Frank Gore (at Atlanta): In the two contests where Matt Hasselbeck was under center for Indianapolis this season, Gore saw 17 and 22 attempts. On the season, Gore's median attempts is 15, and while game script obviously favored his higher volume a bit in those two games, it also makes sense for the Colts to rely a little more on the ground game with Andrew Luck sidelined.

Atlanta, from a fantasy standpoint, has been much friendlier against ground attacks versus air ones, as they've allowed six high-end, RB1 performances in PPR leagues this year. Much of that has to do with backs getting involved through the air, but let's not pretend Gore doesn't get any work through the air -- he ranks 21st in the league in running back targets. Not only that, but he's averaging an additional reception per game this season in contests the Colts lose. Oh, yeah, they're six-point underdogs.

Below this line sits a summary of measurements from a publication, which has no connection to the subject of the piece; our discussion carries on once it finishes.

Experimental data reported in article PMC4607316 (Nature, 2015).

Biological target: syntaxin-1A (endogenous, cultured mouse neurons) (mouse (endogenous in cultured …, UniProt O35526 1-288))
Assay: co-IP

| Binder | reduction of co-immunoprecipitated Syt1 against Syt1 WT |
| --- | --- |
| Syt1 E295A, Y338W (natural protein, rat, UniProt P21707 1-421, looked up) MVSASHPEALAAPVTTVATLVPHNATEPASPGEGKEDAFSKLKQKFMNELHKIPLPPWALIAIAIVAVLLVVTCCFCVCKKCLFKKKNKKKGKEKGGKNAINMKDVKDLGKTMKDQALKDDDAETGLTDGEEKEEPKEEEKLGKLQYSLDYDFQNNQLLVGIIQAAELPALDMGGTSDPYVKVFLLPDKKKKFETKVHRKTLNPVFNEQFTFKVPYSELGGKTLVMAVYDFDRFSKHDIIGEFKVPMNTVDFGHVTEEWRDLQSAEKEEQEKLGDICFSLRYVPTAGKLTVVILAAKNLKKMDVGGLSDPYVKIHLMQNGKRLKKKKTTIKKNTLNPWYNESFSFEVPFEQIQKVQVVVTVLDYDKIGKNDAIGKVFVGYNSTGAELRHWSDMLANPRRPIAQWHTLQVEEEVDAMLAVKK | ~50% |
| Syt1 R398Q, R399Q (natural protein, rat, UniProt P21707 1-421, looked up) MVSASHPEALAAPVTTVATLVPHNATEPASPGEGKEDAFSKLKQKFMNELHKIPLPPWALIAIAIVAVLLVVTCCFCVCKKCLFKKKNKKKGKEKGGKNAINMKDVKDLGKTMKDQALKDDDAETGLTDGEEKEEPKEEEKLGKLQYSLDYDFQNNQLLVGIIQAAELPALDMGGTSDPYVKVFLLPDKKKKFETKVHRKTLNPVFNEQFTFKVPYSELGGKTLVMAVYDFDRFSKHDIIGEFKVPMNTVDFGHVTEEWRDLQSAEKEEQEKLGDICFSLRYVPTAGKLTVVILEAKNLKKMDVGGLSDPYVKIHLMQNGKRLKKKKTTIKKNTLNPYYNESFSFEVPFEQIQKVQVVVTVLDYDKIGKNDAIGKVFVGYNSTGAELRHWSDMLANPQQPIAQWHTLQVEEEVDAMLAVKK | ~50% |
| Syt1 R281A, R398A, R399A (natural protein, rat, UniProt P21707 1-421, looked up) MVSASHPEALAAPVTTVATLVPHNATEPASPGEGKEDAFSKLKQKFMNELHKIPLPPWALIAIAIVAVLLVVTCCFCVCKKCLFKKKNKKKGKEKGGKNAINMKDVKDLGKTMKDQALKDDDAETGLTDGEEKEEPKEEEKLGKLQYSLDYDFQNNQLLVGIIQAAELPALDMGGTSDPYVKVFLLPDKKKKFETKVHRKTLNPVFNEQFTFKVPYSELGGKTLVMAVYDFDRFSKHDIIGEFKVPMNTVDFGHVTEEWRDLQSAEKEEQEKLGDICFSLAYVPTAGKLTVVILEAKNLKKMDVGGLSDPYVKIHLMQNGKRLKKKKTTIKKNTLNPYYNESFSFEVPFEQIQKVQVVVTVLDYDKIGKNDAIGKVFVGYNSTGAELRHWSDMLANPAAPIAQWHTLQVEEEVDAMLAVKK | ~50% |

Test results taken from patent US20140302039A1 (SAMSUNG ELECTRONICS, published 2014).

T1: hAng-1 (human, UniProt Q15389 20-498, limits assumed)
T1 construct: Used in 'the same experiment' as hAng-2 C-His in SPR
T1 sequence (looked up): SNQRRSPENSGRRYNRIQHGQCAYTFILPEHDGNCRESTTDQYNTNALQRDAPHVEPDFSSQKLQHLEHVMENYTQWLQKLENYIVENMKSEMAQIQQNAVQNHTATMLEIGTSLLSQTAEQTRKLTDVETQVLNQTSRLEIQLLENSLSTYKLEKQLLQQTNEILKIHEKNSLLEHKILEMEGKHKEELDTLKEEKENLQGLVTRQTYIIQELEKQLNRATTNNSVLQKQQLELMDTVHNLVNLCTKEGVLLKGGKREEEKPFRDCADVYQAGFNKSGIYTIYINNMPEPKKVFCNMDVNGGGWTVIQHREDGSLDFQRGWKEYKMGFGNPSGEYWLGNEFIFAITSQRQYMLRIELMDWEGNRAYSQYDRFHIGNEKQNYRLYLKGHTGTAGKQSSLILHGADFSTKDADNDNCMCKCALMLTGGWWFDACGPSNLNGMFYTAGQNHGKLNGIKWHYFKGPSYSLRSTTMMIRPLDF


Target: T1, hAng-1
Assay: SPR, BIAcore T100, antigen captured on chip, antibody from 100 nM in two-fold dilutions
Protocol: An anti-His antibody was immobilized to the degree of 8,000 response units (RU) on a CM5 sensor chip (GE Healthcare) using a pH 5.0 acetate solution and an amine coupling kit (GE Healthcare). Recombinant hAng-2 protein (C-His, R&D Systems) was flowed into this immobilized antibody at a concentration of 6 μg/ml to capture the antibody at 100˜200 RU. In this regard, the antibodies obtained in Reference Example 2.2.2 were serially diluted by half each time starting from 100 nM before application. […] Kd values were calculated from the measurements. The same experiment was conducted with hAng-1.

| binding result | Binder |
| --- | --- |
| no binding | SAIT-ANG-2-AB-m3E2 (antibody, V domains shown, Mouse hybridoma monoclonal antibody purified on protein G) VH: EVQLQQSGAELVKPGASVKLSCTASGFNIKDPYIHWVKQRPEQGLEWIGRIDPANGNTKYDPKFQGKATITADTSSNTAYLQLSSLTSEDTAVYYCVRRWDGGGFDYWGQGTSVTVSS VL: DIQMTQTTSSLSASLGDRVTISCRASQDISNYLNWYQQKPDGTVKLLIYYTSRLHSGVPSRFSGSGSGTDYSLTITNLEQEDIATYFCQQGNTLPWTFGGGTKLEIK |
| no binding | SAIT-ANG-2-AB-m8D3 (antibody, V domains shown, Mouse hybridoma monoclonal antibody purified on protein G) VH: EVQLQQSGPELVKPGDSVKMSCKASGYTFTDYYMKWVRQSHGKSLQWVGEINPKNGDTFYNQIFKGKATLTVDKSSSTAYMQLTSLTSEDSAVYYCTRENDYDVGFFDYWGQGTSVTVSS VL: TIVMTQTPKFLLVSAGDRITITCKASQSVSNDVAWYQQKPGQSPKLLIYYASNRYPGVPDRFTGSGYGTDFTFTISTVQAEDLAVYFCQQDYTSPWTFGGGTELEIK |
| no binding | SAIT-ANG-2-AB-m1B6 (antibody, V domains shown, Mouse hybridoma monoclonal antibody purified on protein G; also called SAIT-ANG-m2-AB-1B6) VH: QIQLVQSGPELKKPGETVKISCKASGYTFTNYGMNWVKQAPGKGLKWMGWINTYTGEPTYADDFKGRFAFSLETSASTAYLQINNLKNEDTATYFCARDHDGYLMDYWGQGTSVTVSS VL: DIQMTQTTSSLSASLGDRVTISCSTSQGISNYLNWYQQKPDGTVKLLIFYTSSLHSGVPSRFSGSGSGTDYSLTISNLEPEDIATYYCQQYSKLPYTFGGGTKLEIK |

Jonathan Stewart (vs. Washington): Since the Panthers' Week 5 bye, J-Stew has been more involved in the offense. He's seeing over seven more attempts per game and, more importantly, his percentage of red zone carries has jumped from roughly 20% to over 60%. As a result, he's ranked outside of RB2 (top-24) territory in PPR leagues just once over his last five games, giving you awesome consistency. Against Washington -- a team that's allowed a top-20 running back performance each week since Week 4 ended, he makes for a good play.

David Cobb (deep play, at Jacksonville): I'm really only advocating this move for the desperate, but according to reports, there's a chance David Cobb could make his debut against the Jaguars on Thursday night. Jacksonville has allowed the 10th most points to the running back position this season, so the matchup is there. Plus it's a Thursday night game, where more running occurs.